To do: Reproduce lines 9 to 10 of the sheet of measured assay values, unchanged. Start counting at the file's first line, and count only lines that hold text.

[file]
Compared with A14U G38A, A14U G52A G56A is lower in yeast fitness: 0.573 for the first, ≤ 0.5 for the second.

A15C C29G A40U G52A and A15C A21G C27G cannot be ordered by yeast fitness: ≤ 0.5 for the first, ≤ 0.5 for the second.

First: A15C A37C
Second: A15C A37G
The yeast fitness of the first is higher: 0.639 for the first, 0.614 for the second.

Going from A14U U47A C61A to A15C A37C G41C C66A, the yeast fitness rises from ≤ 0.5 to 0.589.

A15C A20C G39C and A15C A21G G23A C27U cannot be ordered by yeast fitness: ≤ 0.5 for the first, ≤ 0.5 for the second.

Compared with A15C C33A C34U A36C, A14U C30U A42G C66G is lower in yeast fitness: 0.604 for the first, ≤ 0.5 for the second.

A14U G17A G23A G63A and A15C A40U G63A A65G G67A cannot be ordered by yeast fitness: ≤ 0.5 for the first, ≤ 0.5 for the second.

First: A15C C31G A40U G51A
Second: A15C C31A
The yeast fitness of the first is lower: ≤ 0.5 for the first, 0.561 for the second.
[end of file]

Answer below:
A14U G17A G23A G63A and A15C A40U G63A A65G G67A cannot be ordered by yeast fitness: ≤ 0.5 for the first, ≤ 0.5 for the second.

First: A15C C31G A40U G51A